May 17, 2010

 

 

 
Thailand: Democracy Not Crackdown PDF Print E-mail
Written by Partido Lakas ng Masa   
Sunday, 11 April 2010 11:55

Regional Joint Statement

by

Socialist Party of Malaysia (PSM), Working People Association (PRP) of Indonesia, People’s Democratic Party (PRD) of Indonesia, Turn Left Thailand, Socialist Alliance of Australia, Partido Lakas ng Masa Philippines.

 

Thailand: Resolve the Crisis through Democracy, not Crackdown

 

10 April 2010

 

We are deeply concerned over the current situation in Thailand where military-backed Prime Minister Ahbisit Vejjajiva has declared a state of emergency and started a bloody crackdown amidst escalating protests calling for fresh election.

 

The situation is worrying as the Thai government closes down all opposition media and gives sweeping new powers to the security forces to prepare for a violent crackdown on the Red Shirt protesters. Thai troops are using excessive force including tanks and live ammunition,  against pro-democracy demonstrators in Bangkok.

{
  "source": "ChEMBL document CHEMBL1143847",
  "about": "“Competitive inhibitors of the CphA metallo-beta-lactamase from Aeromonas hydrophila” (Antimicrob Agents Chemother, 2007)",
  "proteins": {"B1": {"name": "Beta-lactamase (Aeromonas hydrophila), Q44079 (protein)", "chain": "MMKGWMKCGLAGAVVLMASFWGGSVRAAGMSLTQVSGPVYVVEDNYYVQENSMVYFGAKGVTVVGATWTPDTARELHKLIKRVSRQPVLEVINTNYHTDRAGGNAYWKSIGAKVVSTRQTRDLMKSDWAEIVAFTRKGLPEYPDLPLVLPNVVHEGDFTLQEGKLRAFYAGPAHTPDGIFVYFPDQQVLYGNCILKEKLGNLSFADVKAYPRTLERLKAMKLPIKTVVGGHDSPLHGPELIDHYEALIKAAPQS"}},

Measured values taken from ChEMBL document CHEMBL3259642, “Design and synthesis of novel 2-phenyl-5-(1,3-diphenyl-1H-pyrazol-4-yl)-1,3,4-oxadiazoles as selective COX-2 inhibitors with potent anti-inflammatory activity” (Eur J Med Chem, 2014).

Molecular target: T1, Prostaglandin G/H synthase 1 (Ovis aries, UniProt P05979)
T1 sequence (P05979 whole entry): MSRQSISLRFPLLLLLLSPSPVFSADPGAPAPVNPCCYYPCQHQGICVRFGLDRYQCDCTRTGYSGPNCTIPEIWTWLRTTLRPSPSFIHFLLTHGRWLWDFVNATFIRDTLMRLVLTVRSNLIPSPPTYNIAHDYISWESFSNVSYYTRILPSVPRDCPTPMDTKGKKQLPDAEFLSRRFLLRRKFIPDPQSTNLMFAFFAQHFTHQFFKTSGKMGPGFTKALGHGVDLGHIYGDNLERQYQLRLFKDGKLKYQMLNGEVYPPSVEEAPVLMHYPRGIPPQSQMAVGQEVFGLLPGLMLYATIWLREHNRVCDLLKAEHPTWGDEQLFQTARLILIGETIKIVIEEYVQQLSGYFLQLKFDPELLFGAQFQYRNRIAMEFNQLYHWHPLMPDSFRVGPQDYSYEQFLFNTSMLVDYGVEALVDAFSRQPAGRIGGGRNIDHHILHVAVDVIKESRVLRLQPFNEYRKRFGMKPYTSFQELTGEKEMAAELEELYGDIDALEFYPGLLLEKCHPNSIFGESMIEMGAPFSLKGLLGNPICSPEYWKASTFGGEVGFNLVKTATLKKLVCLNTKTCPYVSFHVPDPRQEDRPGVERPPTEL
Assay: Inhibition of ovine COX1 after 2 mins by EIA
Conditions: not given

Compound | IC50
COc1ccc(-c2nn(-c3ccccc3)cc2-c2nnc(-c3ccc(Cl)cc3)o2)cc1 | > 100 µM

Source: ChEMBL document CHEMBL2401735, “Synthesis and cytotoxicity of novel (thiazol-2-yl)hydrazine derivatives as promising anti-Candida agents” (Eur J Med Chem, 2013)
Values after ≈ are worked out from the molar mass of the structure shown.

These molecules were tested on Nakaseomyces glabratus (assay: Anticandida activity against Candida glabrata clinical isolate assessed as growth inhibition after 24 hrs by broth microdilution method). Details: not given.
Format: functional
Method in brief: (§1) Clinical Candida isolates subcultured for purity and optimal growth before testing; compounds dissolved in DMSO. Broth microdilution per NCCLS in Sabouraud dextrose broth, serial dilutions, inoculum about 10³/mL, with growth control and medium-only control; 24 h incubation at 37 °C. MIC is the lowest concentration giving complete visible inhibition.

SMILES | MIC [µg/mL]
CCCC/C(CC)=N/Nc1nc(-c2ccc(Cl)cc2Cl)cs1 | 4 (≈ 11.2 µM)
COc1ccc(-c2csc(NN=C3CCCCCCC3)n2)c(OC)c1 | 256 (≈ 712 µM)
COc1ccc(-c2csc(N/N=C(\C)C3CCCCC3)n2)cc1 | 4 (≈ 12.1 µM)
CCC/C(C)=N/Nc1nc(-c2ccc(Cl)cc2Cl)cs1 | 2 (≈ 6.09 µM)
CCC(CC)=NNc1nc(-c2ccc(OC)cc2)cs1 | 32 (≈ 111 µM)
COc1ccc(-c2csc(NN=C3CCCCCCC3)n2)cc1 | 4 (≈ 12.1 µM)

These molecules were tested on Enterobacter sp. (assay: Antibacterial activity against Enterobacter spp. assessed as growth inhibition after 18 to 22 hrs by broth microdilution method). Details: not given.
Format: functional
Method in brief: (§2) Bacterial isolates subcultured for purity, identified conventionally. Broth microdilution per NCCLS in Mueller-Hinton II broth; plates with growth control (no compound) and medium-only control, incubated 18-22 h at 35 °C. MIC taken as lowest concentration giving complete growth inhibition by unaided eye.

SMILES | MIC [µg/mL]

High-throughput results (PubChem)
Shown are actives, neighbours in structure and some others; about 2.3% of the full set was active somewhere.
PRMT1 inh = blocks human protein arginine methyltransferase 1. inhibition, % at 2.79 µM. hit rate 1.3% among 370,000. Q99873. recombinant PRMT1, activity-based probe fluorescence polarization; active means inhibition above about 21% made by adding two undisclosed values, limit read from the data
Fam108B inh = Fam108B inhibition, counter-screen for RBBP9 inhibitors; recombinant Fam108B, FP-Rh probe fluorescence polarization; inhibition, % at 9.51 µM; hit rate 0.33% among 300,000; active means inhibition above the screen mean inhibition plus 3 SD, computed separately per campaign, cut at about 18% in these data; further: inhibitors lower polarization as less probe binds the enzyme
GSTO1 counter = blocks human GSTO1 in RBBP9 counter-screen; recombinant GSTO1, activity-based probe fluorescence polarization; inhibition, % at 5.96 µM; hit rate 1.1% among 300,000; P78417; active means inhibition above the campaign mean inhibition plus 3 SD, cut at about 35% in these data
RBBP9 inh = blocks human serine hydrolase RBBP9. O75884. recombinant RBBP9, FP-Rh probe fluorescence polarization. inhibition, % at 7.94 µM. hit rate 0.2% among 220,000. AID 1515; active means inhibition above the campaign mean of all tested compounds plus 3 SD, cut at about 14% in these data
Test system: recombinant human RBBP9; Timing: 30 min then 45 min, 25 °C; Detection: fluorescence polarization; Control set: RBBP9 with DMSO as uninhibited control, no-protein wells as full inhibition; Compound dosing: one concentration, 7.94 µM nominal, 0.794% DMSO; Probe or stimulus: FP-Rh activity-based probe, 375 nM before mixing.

The United Front for Democracy Against Dictatorship (UDD) or more well-known as the Red Shirts has re-launched massive protests against the military-installed unelected Ahbisit government since last March. This pro-democracy movement comprised of rural and urban poor, who stand up against the military-back oligarchic rule.

 

The current crisis  unfolded in September 2006, when the military staged a coup against the government of Thaksin Shinawatra, scrapped the 1997 popular Constitution and replaced it with a military-sanctioned constitution. The royalist Yellow Shirts started to organize fascistic demonstrations when the pro-Thaksin party won in the 2007 election. The current Ahbisit government was installed by the military after the fascistic mobilizations by the yellow shirts and a coup by the court.

 

The government, the army and the Yellow Shirts are afraid to face real democratic elections, as they know that they would lose since the majority of the poor  support the Red Shirts. Ahbisit and the ruling elite are refusing to call for elections and are trying to buy time and even preparing for a violent crackdown. It is becoming clear that Ahbisit and the old elite are bringing the country towards a fascist dictatorship.

 

Thailand has entered a new phase of class war. The old ruling elite with the backing of the military are using all means to scrap democracy in Thailand. The pro-democracy Red Shirts comprised of the majority of the working class, peasantry and poor, have shown their real popularity and mobilizing strength which has definitely shaken the royalists and the military. With the broadening of the masses’ support for the Red Shirts, it could be a new and important step in the struggle of the ordinary people in Thailand for the restoration of democracy and social justice.